Mr. AHMED RASHID: I think nobody in Pakistan wanted to believe that such a
thing could happen even though, of course, the fear was always there. When
she returned to Pakistan three months ago there was a horrible bomb blast in
which 140 people were killed. But people even then didn't want to accept the
fact that maybe that was an assassination attempt. People thought that maybe
that bomb blast was there to scare her off from fighting the election. But
clearly what has happened today has been a very well planned and thought out
assassination attempt using a combination of a sniper and one or two suicide

And it has left a devastation in the country. People are grief stricken.
People are in shock. There is severe rioting taking place as I speak in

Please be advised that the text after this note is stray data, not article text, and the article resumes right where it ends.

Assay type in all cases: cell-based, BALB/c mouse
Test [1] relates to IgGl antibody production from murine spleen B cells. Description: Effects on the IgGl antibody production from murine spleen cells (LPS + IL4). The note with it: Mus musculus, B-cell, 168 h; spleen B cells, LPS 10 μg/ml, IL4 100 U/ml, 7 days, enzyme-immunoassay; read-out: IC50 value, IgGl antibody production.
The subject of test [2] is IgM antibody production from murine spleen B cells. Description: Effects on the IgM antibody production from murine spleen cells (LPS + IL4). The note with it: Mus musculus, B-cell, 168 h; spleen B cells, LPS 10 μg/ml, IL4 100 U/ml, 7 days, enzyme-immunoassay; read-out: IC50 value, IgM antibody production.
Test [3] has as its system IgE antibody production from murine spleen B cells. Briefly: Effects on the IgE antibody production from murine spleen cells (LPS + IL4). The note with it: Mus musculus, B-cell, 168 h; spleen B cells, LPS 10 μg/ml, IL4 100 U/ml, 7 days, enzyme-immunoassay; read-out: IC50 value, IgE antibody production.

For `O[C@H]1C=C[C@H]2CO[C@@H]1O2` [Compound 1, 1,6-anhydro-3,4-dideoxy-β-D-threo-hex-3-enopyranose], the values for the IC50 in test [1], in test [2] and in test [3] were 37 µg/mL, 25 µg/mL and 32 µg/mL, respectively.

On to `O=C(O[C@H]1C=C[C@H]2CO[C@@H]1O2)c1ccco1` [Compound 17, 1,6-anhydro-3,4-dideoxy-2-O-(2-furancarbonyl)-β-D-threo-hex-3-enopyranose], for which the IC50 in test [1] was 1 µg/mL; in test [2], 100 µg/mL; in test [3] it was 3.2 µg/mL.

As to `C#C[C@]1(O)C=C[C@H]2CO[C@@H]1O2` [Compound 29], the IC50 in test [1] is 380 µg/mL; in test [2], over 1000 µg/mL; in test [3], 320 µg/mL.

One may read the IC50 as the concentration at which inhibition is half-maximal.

Lahore and right in...(unintelligible)...and right across the country as
people burn government vehicles and attack government buildings. So there's a
very, very severe reaction to her death.

GROSS: What are likely to be the short- and long-term consequences of the

Mr. RASHID: Well, I think the short-term consequences are most likely to be
the cancellation of the elections on the 8th of January in which Benazir
Bhutto was a candidate. And there could well be the declaration of some kind
of martial law or emergency tonight because of the chaos that is griping the
country. And we have to remember that we're only...(unintelligible). Several
of her party stalwarts have died with her and there's going to be a funeral
followed by 40 days of mourning. So I don't think the military is going to
take the risk of leaving the country to...(unintelligible)...without a much
tougher kind of regime while all this takes place and all this grief is

I think in the long term, it's very difficult to say what is going to happen.
If there is a military regime under Musharraf, General Pervez Musharraf, I
really don't think people are going to accept that. And we could see a, down
the road perhaps, another military coup and the ousting of President
Musharraf. I don't think people are going to accept a second martial law
emergency under Musharraf.